This photo has stood sentry on my dressing table for as long as I can remember. It’s one of those cheesy shopping mall photos – the Christmas tree isn’t real, but the smiles on my boys’ faces certainly are. In the eyes of the one, I see the strength and assurance that comes with being the first-born. In the eyes of the other, I see the twinkle of mischief, and a giggle forming on the lips and I am reminded how good life is when you’re only two years old.
When I gaze into these two sweet faces, I remember a time long ago, a time of innocence and unbridled laughter. A time when each day was met with a smile and with expectation over what untold adventure the day might hold. These were the carefree days.
These were the days before they knew disease would knock on our front door and settle itself right in.
These were the days before they learned the sting of disappointment and betrayal.
These were the days before they experienced the loss and uncertainty that comes with moving far from the home they loved to live in a state or a country they had never experienced before.
These were the days before life got messy and complicated and they began to understand it in all its complexity.
These were the days of chubby hands and pinchable cheeks, and glimmers, always glimmers in the eyes.
Life has its way of taking some of the glimmer out of our eyes, doesn’t it? Experience the shock and gravity of disease, the weight of the burden of caregiving, the sting of betrayal, the fear of another failure or disappointment, for that matter, just experience grown-up life at all, and it’s understandable why our glimmer fades.
Last night, on a balmy August evening, I had the privilege of taking my sister’s family to the ballpark. All four of my niece’s children, ages 2 to 9, were there as well to watch the Phillies take on the Nationals. I saw the glimmer again – in their eyes. In every pair of eyes that looked back at me across the ballpark hot dogs and the cheesesteaks (we are in Philly after all!) I saw that glimmer of light.
Even in our Tyler’s eyes. Diagnosed with retinoblastoma at 2 months of age, and wearing a prosthetic eye since he was 18 months old, even Tyler, my niece’s son, was all a glimmer and a glow at the prospect of the joy of the evening before him. His life has been hard. Harder than most of us can imagine. And yet, even through all the surgeries and chemo and treatments and the discomfort that has accompanied all of it, Tyler’s joy is irrepressible.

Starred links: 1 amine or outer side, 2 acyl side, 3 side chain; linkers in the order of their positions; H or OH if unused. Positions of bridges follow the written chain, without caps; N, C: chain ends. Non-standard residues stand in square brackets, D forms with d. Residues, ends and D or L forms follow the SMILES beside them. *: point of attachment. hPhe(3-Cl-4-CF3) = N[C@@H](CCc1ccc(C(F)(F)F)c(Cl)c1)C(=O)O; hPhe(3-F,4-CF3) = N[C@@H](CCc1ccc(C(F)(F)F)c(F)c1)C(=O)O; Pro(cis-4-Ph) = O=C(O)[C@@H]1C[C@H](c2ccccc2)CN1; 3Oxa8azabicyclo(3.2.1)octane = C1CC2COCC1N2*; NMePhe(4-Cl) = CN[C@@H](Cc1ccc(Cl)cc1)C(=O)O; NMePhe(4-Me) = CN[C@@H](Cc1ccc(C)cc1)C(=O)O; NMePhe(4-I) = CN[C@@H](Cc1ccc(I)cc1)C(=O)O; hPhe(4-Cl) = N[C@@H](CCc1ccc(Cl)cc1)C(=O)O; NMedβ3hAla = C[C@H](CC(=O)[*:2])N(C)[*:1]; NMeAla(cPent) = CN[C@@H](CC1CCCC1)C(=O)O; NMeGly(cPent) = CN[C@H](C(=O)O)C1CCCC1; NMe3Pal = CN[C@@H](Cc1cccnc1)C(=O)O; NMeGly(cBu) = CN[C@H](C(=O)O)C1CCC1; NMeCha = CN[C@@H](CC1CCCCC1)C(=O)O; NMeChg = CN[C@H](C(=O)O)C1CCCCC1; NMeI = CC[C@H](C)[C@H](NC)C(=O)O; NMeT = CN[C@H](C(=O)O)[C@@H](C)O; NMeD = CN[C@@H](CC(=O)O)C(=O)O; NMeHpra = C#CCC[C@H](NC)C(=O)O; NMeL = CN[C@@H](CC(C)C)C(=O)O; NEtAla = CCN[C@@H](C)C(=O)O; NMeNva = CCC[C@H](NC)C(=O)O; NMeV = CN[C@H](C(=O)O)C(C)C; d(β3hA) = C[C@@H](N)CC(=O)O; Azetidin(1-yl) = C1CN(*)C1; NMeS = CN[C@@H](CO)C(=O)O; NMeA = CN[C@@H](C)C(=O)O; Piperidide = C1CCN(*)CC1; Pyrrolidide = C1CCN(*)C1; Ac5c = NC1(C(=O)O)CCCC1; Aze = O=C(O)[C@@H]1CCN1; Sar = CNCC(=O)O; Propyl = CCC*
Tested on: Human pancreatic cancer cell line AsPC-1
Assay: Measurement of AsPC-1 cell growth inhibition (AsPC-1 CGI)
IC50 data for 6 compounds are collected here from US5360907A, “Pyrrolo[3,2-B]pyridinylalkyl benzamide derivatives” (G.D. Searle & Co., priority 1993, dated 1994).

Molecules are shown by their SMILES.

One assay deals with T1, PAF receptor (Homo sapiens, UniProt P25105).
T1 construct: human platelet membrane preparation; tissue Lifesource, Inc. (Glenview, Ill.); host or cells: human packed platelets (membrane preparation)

And I remember my own son in the years after his diagnosis with type 1 diabetes at age 5. His joy was also irrepressible. Shots of insulin, multiple finger stick blood tests a day, food restrictions, soaring or plummeting blood sugars, a hovering mother – nothing seemed to phase him. I was the one who was a mess. I was the one who had lost the glimmer.
This morning, Tyler’s parents and my sister took Tyler for his now semi-annual appointment at Will’s Eye Hospital. They can speak casually about the complexity of the visit: removing Tyler’s prosthetic eye, inserting eye drops, and examining everything for signs of health or disease. And they make it sound so easy, so commonplace. But make no mistake about it; what they endure as caregivers is also hard. Harder than most of us can imagine.
Tyler will one day feel the weight of the lifetime effects of retinoblastoma on his life, even as my Austin feels the weight of living 24/7 with type 1 diabetes. But what always strikes me about children who suffer from chronic illness is their irrepressible joy. It is as though they have entered this world with a sense of the holiness of life, of the sanctity of life, of the joy of life, despite the trials that come their way that try to steal their hope. Although they experience such hardship at such a tender age, they refuse to yield to the fear of what might be and instead rest in the beauty of the moment that is.
They carry within them the solemn truth that life is sacred.
I love who my children have become, but, I’ll just admit it, I also miss who they once were in all their innocence and glimmer, because through their eyes, I could see that yes, life may be hard, but life is also beautiful. We will all walk through pain and hard seasons, but there will also be sweet times ahead. Life is short, and not a single day is guaranteed to us, so it is essential we seek out the sweetness in life and press in there.
Even with only one glimmering eye, we can see more of life’s beauty than we could ever see with two eyes that have lost their sparkle.